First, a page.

Adventure Canada has been privileged to have Lynn on board since 2015, and she will be joining several exciting expeditions in 2024 including Sable Island, Cape Breton, Newfoundland, and the Magdalen Islands: Atlantic Island Odyssey, Newfoundland and Wild Labrador: A Torngat Mountains Adventure, and Out of the Northwest Passage.

Deanna leonard spitzer

© Trevor Wallace

Deanna's unwavering passion and expertise make her an exceptional guide on Adventure Canada expeditions, creating lifechanging experiences as she leads guests on thrilling encounters with marine wildlife.

Marine Biologist and Passionate Lifelong Learner: Deanna Leonard-Spitzer Empowers Women's Critical Skills in STEM

Deanna Leonard-Spitzer is a marine biologist who has worked across the globe studying marine species and ecosystems, most often in polar regions which particularly fascinate and inspire her most passionate work. Her current research examines how climate change affects the distribution of whale species in the North Atlantic Ocean, with a focus on the impact of decreasing sea ice on Arctic-endemic whale species. Deanna also dedicates her efforts to identifying strategies to prevent whale entanglement in fishing gear as commercial activities intensify in polar regions.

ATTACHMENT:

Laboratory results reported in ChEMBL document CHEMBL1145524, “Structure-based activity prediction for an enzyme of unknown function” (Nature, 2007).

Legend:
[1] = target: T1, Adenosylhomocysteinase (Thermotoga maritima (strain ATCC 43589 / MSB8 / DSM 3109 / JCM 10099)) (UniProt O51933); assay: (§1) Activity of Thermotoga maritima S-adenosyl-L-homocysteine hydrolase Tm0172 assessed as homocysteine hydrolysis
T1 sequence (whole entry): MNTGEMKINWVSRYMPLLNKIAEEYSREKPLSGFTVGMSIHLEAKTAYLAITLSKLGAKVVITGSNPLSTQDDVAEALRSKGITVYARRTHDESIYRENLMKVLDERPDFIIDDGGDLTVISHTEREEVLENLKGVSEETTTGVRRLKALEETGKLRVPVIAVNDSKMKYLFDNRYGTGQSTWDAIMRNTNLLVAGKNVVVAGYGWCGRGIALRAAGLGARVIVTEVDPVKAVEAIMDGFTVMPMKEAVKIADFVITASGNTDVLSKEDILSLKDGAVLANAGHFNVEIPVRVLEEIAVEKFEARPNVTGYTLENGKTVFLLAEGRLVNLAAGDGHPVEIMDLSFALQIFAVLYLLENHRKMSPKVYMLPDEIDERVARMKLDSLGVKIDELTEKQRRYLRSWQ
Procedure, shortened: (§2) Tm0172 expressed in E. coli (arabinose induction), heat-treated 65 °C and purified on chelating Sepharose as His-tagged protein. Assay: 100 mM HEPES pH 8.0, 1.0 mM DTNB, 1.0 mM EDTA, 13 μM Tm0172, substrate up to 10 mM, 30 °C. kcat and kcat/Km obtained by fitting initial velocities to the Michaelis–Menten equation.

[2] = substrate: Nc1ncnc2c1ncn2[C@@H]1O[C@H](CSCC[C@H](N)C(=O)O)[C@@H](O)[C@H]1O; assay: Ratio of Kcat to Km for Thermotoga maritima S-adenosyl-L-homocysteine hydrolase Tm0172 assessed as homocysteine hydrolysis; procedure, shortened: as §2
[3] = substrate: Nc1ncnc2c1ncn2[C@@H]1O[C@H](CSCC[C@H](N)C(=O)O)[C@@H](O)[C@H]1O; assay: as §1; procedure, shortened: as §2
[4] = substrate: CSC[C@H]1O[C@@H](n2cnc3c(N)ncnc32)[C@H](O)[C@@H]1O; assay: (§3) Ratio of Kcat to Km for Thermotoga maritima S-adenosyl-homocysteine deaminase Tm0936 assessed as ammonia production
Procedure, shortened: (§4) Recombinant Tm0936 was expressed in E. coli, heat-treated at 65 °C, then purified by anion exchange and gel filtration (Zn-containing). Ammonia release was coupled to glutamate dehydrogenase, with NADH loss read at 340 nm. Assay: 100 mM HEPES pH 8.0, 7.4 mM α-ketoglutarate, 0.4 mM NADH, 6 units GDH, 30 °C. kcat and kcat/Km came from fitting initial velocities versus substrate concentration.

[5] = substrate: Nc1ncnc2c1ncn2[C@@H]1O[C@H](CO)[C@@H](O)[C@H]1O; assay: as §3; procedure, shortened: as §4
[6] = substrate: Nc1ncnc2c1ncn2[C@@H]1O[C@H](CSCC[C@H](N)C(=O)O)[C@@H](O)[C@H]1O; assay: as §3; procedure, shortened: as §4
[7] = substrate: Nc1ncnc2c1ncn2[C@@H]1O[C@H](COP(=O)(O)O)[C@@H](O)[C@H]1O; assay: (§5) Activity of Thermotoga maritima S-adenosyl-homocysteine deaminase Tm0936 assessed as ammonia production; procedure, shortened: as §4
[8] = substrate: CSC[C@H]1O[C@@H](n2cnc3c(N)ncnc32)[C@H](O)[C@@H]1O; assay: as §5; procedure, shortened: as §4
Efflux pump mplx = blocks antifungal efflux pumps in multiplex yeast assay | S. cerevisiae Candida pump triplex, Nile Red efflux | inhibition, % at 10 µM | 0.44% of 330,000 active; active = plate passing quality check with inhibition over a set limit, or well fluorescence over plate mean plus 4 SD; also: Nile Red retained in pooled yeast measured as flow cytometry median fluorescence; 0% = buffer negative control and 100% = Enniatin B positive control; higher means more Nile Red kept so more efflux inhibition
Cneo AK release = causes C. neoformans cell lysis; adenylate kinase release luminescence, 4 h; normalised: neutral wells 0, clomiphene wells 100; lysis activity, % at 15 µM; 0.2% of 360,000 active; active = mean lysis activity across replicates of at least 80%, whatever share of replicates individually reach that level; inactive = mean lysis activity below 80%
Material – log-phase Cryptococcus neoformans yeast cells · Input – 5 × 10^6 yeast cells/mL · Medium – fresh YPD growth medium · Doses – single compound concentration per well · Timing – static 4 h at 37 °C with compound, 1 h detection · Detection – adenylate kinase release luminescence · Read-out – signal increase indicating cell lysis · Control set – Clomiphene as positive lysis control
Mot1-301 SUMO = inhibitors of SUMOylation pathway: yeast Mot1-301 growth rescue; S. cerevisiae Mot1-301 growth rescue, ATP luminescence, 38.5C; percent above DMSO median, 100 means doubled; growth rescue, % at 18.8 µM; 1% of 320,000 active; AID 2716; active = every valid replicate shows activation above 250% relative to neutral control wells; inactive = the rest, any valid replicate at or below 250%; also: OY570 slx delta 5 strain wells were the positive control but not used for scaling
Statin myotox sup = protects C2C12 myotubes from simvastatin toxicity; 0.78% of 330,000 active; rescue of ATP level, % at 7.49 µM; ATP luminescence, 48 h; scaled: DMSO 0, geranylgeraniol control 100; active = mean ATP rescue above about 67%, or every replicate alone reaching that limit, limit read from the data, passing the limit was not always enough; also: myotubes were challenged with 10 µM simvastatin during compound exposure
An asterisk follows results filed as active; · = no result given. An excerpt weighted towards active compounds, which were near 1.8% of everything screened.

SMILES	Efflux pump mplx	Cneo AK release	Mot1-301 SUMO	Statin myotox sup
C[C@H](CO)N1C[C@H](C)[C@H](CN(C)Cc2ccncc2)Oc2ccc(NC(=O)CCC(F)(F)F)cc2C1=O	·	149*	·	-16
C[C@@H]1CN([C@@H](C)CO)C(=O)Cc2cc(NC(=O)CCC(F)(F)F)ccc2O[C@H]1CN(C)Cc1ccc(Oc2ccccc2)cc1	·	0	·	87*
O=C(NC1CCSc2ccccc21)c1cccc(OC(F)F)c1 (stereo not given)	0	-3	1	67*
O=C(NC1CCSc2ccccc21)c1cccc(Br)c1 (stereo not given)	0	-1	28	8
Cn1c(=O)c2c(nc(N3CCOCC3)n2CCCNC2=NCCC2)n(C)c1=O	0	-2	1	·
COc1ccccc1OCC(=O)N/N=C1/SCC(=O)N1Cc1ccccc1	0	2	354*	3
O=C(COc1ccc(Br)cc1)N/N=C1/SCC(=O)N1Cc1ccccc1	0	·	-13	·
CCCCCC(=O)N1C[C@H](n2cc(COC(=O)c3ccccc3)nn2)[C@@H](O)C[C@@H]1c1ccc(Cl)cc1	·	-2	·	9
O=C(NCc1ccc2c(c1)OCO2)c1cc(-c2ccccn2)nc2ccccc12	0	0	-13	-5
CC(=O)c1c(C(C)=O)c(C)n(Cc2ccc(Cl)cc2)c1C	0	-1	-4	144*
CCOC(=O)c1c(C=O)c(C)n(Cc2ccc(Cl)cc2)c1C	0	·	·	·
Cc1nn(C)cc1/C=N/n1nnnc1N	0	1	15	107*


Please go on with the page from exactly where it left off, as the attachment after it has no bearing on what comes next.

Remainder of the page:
When it comes to the leadership of women in science, Deanna notes that “Everything about what we do today and the institutions of science, all of that was constructed by men for men. What I’m really interested in is the question ‘how would science be different if it had been made by women, for women?’ I think things would be dramatically different, we haven’t seen yet what those institutions would look like but with time I think this will change and it is starting to change.” She emphasizes that women bring critical skills to STEM including an ability to relate scientific learning and innovation to everyday life, creative thinking, connecting people, and communicating effectively.

Watch a short interview with Deanna on Vimeo.

Travelling with Adventure Canada every year since 2010, Deanna appreciates the opportunity to teach and engage with guests who are also passionate lifetime learners. In 2024, Deanna will join us on the Heart of the Arctic, Sable Island, Cape Breton, Newfoundland, and the Magdalen Islands: Atlantic Island Odyssey, and Newfoundland and Wild Labrador: A Torngat Mountains Adventure expeditions.